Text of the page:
Sunday, October 10, 2004

Girl Wins Right to Share Locker Room With Boys

N.B. ruling opens hockey locker room to girls News Staff
Sun. Oct. 10 2004 12:46 AM ET

A 14-year-old girl hockey player has won the right to share the same locker room with her male teammates.
News Brunswick's Human Rights Commission has ruled that Brigette LeBlanc's rights were violated when she was forced to use a separate change room.
LeBlanc has been playing hockey since the age of five. Her sense of camaraderie took a hit three years ago when she was made to use a separate change room.
It felt like I was alone. I was always alone and I was the only girl on the team," she told ATV News.
While she didn't mind at first, LeBlanc realized she was missing out on important coaching tips.
Her parents asked for a change to allow her to use the same change room, but that request was denied by Moncton's minor hockey association.
The next step was filing a complaint with the provincial human rights commission, which the LeBlancs did in August 2002, when Brigette was 12. It ruled co-ed hockey team players can't be segregated.
"They don't have to feel like second-rate players and teammates," said Nicole LeBlanc, Brigette's mother. "They are there and they deserve equality. It's not a privilege to be there with the boys. It's not a privilege to be treated equally -- it's their right. And that's the way it has to be."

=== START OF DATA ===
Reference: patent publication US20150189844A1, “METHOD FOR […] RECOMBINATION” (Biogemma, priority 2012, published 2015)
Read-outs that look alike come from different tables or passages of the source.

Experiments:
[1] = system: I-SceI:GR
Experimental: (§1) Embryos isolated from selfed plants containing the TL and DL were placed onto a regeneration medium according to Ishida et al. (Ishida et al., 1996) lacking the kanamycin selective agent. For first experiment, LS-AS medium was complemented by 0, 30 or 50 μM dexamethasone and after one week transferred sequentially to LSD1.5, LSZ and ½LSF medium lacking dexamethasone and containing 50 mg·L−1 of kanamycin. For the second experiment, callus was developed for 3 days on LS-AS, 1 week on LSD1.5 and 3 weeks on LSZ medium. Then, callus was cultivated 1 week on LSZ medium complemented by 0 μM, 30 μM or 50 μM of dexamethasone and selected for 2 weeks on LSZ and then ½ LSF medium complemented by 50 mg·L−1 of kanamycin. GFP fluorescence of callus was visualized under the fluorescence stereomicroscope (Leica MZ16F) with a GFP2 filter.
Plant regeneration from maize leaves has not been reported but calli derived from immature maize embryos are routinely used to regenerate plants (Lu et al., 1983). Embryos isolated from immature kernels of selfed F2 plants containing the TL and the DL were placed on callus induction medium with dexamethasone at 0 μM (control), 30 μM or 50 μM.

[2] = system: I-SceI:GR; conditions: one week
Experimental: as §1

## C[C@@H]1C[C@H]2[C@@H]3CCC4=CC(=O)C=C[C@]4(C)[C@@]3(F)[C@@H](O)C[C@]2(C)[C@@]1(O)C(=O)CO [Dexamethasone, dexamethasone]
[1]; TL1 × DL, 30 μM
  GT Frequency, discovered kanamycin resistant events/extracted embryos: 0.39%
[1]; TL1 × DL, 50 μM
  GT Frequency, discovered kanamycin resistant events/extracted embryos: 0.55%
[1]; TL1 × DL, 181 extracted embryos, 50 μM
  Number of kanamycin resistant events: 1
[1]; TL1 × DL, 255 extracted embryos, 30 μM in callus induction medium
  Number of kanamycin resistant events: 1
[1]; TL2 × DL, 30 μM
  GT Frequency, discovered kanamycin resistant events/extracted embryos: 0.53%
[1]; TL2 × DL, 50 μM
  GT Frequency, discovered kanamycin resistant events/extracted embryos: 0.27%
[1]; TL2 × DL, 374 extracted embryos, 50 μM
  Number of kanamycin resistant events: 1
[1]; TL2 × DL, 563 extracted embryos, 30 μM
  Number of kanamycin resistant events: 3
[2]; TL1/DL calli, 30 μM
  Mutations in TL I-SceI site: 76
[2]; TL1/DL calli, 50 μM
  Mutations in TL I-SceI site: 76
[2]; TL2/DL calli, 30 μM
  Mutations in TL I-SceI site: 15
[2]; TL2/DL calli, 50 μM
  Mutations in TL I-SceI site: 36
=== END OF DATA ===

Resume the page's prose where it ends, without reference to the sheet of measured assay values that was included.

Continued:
The ruling does come with a proviso: The boys must wear shorts at all time and girls must wear shorts and t-shirts. Showers must be taken at separate times, although many shower at home anyway.
Former coach Joe Richard endorses the changes.
"For the girl, if they get to dress in the other dressing room, they don't get to chat with the players," he said.
"And even when you have before the game, when the coach comes in and say how we going to play the game and talk about it," he said, adding female players also lose out on the camaraderie.
Bridgette is trying out for a girl's high school hockey team this year, so she may not benefit from the victory.
But her parents say it's still important because it changes the sport for future generations of female hockey players in New Brunswick.

With a report from ATV's Nicolle Carlin